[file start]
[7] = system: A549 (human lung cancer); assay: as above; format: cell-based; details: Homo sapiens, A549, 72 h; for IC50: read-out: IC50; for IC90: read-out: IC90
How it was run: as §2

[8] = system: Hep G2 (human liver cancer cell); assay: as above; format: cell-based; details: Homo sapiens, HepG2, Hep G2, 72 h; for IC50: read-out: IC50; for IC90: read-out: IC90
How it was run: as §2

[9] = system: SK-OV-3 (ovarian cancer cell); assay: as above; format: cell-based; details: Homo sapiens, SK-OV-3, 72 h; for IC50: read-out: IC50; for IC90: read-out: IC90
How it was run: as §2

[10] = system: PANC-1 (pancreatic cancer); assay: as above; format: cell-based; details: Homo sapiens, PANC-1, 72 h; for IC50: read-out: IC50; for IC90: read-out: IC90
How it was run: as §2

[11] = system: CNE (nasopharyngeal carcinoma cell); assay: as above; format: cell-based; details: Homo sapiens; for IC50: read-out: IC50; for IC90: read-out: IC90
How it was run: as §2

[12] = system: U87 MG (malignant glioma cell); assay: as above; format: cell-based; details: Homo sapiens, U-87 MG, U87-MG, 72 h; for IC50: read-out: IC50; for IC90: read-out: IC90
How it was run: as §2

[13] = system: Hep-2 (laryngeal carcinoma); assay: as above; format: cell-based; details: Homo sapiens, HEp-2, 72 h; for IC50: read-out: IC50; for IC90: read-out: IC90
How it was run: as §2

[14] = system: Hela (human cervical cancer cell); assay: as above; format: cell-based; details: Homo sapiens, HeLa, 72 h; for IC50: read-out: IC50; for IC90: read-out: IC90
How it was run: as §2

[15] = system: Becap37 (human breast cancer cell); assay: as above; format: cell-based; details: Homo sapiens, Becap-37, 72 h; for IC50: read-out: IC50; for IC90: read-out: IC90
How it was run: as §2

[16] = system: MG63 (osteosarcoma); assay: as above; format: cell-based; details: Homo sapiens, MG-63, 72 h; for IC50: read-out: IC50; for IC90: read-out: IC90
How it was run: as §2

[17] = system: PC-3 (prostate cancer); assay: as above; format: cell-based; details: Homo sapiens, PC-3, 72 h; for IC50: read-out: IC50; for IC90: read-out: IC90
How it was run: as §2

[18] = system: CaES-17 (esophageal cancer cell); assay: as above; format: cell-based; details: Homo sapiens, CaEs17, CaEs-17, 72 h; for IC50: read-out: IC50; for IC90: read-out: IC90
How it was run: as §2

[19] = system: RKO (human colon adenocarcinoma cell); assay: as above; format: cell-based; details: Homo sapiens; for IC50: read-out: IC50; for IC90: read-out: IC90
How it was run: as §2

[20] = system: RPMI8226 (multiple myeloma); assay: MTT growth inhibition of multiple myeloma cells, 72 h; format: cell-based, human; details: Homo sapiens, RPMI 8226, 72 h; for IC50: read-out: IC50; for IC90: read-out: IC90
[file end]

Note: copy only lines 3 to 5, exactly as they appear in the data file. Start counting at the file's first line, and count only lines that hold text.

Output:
[8] = system: Hep G2 (human liver cancer cell); assay: as above; format: cell-based; details: Homo sapiens, HepG2, Hep G2, 72 h; for IC50: read-out: IC50; for IC90: read-out: IC90
How it was run: as §2

[9] = system: SK-OV-3 (ovarian cancer cell); assay: as above; format: cell-based; details: Homo sapiens, SK-OV-3, 72 h; for IC50: read-out: IC50; for IC90: read-out: IC90